Uber sued again over discriminating riders with disabilities
Americas, News, Transportation, July 20 2017
NEW YORK: Disability Rights Advocates (DRA), a national nonprofit legal center, filed a major class action against Uber on behalf of a broad coalition of disability groups and individuals with disabilities in New York City, because Uber is 99.9% inaccessible to people with mobility disabilities.
The lawsuit, filed in New York Supreme Court in Manhattan, alleges violations of anti-discrimination law on behalf of a class of persons with disabilities who use wheelchairs and want to use Uber transportation in New York City. In the last few years, Uber has grown exponentially, transforming the transportation landscape in the City, while showing total disregard for the rights of people with disabilities. Uber boasts a fleet of approximately 58,000 vehicles currently operating in the five boroughs, but fewer than 100 of them offer the lifts or ramps necessary to transport people using wheelchairs or other mobility-assistive devices.
Plaintiffs Brooklyn Center for Independence of the Disabled, the Taxis For All Campaign, Disabled In Action of Metropolitan New York, and individuals who use wheelchairs, brought this action to end Uber’s discriminatory business practices. With Uber providing so few wheelchair-accessible vehicles, which Uber calls its “UberWAV” service, people needing accessibility face lengthy delays if they can get a vehicle at all.
Transportation options are already sorely lacking for people who use wheelchairs in New York City. The subway system is mostly inaccessible, buses can be slow and do not reach all neighborhoods at all hours, and Access-A-Ride, the transit system’s paratransit service, provides abysmal service. Uber could provide a great benefit to people with mobility disabilities, if it provided equal and non-discriminatory service. Instead, Uber, a company valued at over $50 billion, has chosen to neglect people with disabilities who use wheelchairs and to provide them with inferior service in direct violation of the law.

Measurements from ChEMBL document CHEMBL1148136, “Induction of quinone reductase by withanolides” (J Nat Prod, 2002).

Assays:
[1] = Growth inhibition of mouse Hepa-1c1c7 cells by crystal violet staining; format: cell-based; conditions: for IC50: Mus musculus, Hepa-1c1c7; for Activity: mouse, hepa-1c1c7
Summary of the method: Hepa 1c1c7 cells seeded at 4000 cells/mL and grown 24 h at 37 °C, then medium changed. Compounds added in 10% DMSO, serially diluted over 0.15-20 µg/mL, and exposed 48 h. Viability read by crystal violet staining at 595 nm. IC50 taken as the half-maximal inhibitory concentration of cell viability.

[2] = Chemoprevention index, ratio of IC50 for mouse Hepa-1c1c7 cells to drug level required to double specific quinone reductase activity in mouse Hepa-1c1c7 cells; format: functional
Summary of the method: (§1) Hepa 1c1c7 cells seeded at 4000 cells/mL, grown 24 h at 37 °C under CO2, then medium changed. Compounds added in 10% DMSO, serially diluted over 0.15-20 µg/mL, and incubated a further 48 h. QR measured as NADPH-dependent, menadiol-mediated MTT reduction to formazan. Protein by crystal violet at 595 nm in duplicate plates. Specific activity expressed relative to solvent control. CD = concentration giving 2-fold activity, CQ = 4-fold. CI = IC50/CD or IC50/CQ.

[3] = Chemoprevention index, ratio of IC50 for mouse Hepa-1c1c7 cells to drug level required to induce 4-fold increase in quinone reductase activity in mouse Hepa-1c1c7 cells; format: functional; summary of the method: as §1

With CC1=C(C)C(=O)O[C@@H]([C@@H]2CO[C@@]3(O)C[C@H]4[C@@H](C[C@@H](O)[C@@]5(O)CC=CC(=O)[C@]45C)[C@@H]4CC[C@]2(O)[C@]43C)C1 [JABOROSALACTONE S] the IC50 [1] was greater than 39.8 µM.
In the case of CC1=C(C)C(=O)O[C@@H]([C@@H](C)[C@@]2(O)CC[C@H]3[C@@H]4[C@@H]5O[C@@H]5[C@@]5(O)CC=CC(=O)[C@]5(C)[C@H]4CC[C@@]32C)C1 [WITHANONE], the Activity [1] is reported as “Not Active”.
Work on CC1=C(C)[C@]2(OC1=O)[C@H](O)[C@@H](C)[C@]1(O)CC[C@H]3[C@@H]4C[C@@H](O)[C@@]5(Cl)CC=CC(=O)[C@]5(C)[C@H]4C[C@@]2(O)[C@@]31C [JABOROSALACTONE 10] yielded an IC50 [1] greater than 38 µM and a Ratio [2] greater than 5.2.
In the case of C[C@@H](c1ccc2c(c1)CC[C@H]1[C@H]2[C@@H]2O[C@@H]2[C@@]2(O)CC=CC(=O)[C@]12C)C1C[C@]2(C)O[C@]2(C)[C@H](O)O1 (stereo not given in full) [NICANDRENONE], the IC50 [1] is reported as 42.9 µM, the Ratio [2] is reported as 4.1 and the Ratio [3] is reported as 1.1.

“UberWAV makes up only .1% of the 58,000 vehicle fleet. It’s just window dressing designed to skirt anti-discrimination laws,” said Michelle Caiola, Director of Litigation at DRA’s New York Office. “Uber must not be allowed to operate in New York City in a discriminatory manner. It must ensure its convenience and benefits are available to all people equally.”
“Uber claims it’s a revolutionary company, but it’s engaged in old-fashioned discrimination against people with disabilities from its first day in New York City,” said Joe Rappaport, Executive Director of the lawsuit’s lead organizational plaintiff, Brooklyn Center for Independence of the Disabled. “Our lawsuit against Uber’s discrimination makes it clear: It’s 2017, not the 1950s, when it comes to equal access to transportation.”
“Taxi and livery services like Uber are as much a part of New York City’s transportation network as buses and subways, which makes Uber’s discriminatory and illegal practices even more angering for potential customers like me,” said Edith Prentiss, Chair of the Taxis For All Campaign.
The Taxis For All Campaign was the lead plaintiff in a landmark DRA lawsuit, settled in 2013, which requires 50% of all yellow medallion taxis to be accessible by 2020.
“The disability community has advocated for years to gain equal access to all transit options, including Uber. We file this suit because Uber has utterly refused to make its services available to riders with disabilities,” said Anthony Trocchia, President of Disabled in Action of Metropolitan New York.
Plaintiffs do not seek monetary damages, but seek only to achieve equal access to Uber’s services.